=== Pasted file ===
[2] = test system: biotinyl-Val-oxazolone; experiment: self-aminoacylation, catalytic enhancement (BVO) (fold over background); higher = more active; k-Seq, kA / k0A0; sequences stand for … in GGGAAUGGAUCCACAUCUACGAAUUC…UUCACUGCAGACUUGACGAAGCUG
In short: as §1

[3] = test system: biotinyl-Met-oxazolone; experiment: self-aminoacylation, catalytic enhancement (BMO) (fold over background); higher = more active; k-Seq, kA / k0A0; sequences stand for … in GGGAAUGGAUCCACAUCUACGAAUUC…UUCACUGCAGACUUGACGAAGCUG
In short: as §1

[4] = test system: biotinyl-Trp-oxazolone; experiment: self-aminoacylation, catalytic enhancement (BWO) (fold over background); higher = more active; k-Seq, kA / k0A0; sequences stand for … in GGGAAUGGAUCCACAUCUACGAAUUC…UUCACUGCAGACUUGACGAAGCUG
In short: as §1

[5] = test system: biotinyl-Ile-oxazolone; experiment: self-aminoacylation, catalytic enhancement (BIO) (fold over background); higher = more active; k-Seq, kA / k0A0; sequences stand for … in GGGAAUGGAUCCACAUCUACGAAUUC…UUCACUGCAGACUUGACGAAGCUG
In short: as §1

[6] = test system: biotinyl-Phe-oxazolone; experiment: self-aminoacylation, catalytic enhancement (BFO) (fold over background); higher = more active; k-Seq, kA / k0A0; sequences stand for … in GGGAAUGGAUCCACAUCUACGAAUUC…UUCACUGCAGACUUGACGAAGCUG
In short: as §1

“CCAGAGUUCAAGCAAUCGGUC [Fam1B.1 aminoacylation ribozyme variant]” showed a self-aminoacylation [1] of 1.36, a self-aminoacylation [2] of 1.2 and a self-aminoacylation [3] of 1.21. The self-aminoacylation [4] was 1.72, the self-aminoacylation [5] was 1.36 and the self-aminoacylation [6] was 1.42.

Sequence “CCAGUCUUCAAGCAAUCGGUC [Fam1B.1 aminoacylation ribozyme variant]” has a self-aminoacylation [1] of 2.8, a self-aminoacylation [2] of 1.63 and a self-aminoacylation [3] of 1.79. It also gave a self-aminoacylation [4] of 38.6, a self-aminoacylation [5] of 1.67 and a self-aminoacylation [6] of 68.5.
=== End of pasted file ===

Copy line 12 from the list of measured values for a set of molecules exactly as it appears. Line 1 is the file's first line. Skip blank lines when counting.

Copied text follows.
Sequence “CCAGUCUUCAAGCAAUCGGUC [Fam1B.1 aminoacylation ribozyme variant]” has a self-aminoacylation [1] of 2.8, a self-aminoacylation [2] of 1.63 and a self-aminoacylation [3] of 1.79. It also gave a self-aminoacylation [4] of 38.6, a self-aminoacylation [5] of 1.67 and a self-aminoacylation [6] of 68.5.